Request Parameters

This implementation of the operation does not use request parameters.

Request Headers

Name Description Required
Content-MD5

The base64-encoded 128-bit MD5 digest of the data. This header must be used as a message integrity check to verify that the request body was not corrupted in transit. For more information, go to RFC 1864.

Type: String

Default: None

Yes

Request Elements

Name Description Required
CORSConfiguration

Container for up to 100 CORSRules elements.

Type: Container

Children: CORSRules

Ancestor: None

Yes
CORSRule

A set of origins and methods (cross-origin access that you want to allow). You can add up to 100 rules to the configuration.

Type: Container

Children: AllowedOrigin, AllowedMethod, MaxAgeSeconds, ExposeHeader, ID.

Ancestor: CORSConfiguration

Yes

ID

A unique identifier for the rule. The ID value can be up to 255 characters long. The IDs help you find a rule in the configuration.

Type: String

Ancestor: CORSRule

No

AllowedMethod

An HTTP method that you want to allow the origin to execute.

Each CORSRule must identify at least one origin and one method.

Type: Enum (GET, PUT, HEAD, POST, DELETE)

Ancestor: CORSRule

Yes

AllowedOrigin

An origin that you want to allow cross-domain requests from. This can contain at most one * wild character.

Each CORSRule must identify at least one origin and one method.

The origin value can include at most one '*' wild character. For example, "http://*.example.com". You can also specify only * as the origin value allowing all origins cross-domain access.

Type: String

Ancestor: CORSRule

Yes

AllowedHeader

Specifies which headers are allowed in a pre-flight OPTIONS request via the Access-Control-Request-Headers header. Each header name specified in the Access-Control-Request-Headers header must have a corresponding entry in the rule. Amazon S3 will send only the allowed headers in a response that were requested.

This can contain at most one * wild character.

Type: String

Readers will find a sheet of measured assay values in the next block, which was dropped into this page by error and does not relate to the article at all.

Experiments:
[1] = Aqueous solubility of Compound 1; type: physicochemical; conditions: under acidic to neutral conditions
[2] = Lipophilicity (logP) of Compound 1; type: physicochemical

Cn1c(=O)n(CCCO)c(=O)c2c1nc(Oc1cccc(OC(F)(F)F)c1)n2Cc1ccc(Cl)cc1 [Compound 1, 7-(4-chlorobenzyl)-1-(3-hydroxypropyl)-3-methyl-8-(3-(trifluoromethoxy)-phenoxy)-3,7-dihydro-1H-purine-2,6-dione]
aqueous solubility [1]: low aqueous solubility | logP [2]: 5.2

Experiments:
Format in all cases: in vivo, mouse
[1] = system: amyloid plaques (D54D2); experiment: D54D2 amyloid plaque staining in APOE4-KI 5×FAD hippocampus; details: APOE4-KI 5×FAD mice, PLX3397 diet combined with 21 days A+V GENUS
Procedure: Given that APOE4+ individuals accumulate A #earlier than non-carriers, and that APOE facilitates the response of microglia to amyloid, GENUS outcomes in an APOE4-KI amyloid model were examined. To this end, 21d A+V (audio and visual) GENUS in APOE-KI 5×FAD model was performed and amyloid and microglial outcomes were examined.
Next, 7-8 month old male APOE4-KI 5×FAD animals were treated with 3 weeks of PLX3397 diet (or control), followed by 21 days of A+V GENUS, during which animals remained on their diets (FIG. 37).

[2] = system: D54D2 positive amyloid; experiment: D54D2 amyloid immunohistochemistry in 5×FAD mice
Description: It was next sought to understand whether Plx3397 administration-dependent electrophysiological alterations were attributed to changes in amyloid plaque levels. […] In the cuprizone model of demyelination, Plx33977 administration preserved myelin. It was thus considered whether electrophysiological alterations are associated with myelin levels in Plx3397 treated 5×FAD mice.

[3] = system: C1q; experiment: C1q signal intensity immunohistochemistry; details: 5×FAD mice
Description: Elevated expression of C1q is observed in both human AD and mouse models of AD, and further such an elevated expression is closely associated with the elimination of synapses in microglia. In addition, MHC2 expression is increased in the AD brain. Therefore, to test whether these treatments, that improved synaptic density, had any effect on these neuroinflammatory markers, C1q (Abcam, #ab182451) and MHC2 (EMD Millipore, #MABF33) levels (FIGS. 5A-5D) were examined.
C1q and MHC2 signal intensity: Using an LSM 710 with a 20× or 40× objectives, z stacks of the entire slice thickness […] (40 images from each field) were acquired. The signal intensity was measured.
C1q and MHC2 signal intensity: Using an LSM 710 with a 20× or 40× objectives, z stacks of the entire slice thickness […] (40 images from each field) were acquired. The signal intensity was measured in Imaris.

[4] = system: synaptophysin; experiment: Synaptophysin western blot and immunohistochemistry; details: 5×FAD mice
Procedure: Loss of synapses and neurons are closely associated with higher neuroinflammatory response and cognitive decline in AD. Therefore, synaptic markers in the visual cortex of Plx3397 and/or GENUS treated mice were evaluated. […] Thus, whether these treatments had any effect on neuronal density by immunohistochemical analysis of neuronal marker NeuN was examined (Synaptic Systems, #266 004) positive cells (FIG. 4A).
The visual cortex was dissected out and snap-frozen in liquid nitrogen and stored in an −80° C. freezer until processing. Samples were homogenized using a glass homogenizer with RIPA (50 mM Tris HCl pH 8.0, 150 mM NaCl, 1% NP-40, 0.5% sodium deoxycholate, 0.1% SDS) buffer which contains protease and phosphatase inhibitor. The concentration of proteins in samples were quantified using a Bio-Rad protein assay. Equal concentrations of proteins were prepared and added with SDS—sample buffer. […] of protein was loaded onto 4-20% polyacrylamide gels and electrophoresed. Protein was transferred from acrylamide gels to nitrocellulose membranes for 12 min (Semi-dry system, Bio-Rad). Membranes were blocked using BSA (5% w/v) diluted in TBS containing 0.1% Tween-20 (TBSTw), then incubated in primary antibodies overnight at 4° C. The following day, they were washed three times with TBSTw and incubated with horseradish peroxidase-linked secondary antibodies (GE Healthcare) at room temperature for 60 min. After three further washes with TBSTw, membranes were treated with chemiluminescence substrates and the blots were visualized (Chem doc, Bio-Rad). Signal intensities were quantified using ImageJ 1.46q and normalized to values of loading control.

Ancestor: CORSRule

No
MaxAgeSeconds

The time in seconds that your browser is to cache the preflight response for the specified resource.

A CORSRule can have at most one MaxAgeSeconds element.

Type: Integer (seconds)

Ancestor: CORSRule

No
ExposeHeader

One or more headers in the response that you want customers to be able to access from their applications (for example, from a JavaScript XMLHttpRequest object).

You add one ExposeHeader element in the rule for each header.

Type: String

Ancestor: CORSRule

No

Responses

Response Headers

This implementation of the operation uses only response headers that are common to most responses. For more information, see Common Response Headers.

Response Elements

This implementation of the operation does not return response elements.

Special Errors

This implementation of the operation does not return special errors. For general information about Amazon S3 errors and a list of error codes, see Error Responses.

Examples

The following examples add the cors subresource to a bucket.

Example : Configure cors

Sample Request

The following PUT request adds the cors subresource to a bucket (examplebucket).

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PUT /?cors HTTP/1.1 Host: examplebucket.s3.amazonaws.com x-amz-date: Tue, 21 Aug 2012 17:54:50 GMT Content-MD5: 8dYiLewFWZyGgV2Q5FNI4W== Authorization: authorization string Content-Length: 216 <CORSConfiguration> <CORSRule> <AllowedOrigin>http://www.example.com</AllowedOrigin> <AllowedMethod>PUT</AllowedMethod> <AllowedMethod>POST</AllowedMethod> <AllowedMethod>DELETE</AllowedMethod> <AllowedHeader>*</AllowedHeader> <MaxAgeSeconds>3000</MaxAgeSec> <ExposeHeader>x-amz-server-side-encryption</ExposeHeader> </CORSRule> <CORSRule> <AllowedOrigin>*</AllowedOrigin> <AllowedMethod>GET</AllowedMethod> <AllowedHeader>*</AllowedHeader> <MaxAgeSeconds>3000</MaxAgeSeconds> </CORSRule> </CORSConfiguration>

Sample Response

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HTTP/1.1 200 OK x-amz-id-2: CCshOvbOPfxzhwOADyC4qHj/Ck3F9Q0viXKw3rivZ+GcBoZSOOahvEJfPisZB7B x-amz-request-id: BDC4B83DF5096BBE Date: Tue, 21 Aug 2012 17:54:50 GMT Server: AmazonS3